Christlike in the Chaos
An open letter from Pastor Caleb Campbell
To my DSBC Church Family,
Over the last year there has been a lot of hurt and offence in our nation, community and church family. Ideologies have passionately been promoted that can feel confusing and frustrating. Most of us have experienced sadness, outrage, anger and fatigue in this current chaotic climate.
Personally, I am confused, frustrated and deeply hurt by the myriad of divisions in our nation and our church family. Over this last year, I have often felt totally lost as I try to minister to you in this season But I know Jesus is still on the throne, and He is the Head of the Church and the gates of hell will not prevail.
In John 17 Jesus prayed that we would be one, just as He and the Father are one. He gives us the power to live in love and unity with each other now, and so I have included some brief reflections and encouragements that may be helpful as we seek to live out the Gospel in this chaotic season.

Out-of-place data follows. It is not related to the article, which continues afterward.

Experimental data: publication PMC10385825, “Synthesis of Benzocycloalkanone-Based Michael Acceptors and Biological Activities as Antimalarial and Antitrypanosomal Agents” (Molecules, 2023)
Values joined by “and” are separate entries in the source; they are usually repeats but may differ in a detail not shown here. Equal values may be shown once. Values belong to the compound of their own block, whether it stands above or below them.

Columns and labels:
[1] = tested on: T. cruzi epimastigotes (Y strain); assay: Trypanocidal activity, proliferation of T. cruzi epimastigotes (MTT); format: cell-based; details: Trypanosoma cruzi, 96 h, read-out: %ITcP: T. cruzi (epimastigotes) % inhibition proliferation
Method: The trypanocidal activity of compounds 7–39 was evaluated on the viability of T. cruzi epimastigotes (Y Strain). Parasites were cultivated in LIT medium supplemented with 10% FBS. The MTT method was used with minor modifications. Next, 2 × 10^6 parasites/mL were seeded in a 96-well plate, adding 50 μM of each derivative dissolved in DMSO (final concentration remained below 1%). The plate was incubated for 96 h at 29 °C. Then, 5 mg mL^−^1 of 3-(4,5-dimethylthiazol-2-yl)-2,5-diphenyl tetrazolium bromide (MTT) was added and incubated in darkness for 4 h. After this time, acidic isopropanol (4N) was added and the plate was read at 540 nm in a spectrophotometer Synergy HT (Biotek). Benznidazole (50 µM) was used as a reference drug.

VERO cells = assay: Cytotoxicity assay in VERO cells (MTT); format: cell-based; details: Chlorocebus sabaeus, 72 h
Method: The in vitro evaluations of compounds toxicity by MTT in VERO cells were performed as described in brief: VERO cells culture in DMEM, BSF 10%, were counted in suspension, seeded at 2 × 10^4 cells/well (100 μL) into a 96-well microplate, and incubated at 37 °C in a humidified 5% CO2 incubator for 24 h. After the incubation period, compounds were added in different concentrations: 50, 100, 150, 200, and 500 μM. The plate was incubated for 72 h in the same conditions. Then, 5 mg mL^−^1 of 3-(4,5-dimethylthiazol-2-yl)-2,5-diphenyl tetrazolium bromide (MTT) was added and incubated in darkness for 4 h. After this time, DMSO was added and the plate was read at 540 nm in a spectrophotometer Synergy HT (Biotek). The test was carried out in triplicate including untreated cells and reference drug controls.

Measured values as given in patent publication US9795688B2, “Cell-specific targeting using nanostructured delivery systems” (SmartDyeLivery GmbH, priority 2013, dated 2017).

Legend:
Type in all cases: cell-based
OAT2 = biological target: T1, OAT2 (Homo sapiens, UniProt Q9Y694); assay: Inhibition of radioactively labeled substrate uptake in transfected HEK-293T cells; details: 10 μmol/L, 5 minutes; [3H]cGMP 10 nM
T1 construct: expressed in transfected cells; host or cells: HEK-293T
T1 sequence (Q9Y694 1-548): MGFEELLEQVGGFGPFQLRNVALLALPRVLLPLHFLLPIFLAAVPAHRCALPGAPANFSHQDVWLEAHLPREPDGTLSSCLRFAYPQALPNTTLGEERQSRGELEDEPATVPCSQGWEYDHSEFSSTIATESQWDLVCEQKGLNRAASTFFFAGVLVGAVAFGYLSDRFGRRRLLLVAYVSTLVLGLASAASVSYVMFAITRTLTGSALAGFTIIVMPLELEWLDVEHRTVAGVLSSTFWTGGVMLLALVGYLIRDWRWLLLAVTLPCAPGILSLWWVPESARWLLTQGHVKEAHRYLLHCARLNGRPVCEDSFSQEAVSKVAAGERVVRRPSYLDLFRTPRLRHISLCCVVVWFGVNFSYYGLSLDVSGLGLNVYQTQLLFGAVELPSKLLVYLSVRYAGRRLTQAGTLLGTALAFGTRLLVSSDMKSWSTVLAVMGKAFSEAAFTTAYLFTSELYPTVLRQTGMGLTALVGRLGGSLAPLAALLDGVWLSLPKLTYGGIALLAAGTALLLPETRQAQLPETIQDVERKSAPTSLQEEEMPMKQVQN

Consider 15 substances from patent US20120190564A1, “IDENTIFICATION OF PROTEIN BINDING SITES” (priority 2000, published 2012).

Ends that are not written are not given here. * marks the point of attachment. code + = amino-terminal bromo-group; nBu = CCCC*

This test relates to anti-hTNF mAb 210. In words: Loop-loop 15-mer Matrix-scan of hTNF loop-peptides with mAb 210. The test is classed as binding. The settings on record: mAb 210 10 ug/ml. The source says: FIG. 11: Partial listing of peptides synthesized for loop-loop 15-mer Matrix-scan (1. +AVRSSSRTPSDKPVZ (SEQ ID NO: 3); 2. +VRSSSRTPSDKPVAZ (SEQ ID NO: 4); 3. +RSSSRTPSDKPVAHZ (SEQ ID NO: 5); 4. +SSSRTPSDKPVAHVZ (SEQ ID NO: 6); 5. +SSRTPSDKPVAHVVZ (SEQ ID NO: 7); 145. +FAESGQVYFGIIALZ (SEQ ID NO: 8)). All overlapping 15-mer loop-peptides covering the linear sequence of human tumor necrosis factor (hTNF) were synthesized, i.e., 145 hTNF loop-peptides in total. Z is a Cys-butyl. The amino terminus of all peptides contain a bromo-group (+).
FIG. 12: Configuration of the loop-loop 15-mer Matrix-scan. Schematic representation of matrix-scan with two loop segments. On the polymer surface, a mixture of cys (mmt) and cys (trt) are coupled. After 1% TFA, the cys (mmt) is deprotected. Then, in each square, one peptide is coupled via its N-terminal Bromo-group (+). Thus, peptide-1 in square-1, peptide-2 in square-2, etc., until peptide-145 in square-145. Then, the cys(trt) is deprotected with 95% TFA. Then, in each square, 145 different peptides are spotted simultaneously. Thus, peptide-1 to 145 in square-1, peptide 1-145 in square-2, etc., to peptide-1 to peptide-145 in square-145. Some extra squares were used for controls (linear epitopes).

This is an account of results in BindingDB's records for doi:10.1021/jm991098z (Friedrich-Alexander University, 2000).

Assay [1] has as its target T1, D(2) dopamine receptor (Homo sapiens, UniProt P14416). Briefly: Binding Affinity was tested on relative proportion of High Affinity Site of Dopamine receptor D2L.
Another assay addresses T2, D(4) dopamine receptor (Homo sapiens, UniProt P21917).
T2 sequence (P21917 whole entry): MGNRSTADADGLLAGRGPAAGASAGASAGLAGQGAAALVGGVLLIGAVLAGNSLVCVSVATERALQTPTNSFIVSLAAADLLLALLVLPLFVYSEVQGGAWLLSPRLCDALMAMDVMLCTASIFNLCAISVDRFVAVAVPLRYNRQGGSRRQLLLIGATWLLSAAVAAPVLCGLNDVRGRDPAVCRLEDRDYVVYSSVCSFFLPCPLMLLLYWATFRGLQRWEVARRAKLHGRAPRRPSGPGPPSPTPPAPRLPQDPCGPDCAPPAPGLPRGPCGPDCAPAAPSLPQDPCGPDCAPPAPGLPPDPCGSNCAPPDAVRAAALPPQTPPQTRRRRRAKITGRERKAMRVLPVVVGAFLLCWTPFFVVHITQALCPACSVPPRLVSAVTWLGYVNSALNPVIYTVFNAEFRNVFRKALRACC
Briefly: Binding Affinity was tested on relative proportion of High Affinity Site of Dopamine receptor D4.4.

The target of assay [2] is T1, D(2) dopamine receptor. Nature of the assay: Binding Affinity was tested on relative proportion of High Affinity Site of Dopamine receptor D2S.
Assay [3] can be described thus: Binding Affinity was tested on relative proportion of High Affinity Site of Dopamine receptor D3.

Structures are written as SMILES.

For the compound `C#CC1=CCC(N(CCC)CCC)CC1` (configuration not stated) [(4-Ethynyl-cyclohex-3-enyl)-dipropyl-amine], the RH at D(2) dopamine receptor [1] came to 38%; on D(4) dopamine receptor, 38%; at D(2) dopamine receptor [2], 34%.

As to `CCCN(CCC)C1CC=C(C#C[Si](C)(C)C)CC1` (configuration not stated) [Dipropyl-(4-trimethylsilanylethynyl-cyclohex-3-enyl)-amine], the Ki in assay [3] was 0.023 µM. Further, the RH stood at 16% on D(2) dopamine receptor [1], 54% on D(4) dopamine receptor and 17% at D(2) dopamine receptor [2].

Love Your Neighbors
For the whole law is fulfilled in one word: “You shall love your neighbor as yourself.” Galatians 5:14
We can strive to love our neighbors.
This often means seeking the flourishing of those who are intensely different than us. Jesus made this point vividly in the parable of the Good Samaritan (Luke 10).
Love Your Enemies (even the racist / ignorant / powerful / crazy ones)
You have heard that it was said, ‘You shall love your neighbor and hate your enemy.’ But I say to you, Love your enemies and pray for those who persecute you. Matthew 5:43-44
We can strive to fight injustice while simultaneously loving those who propagate it.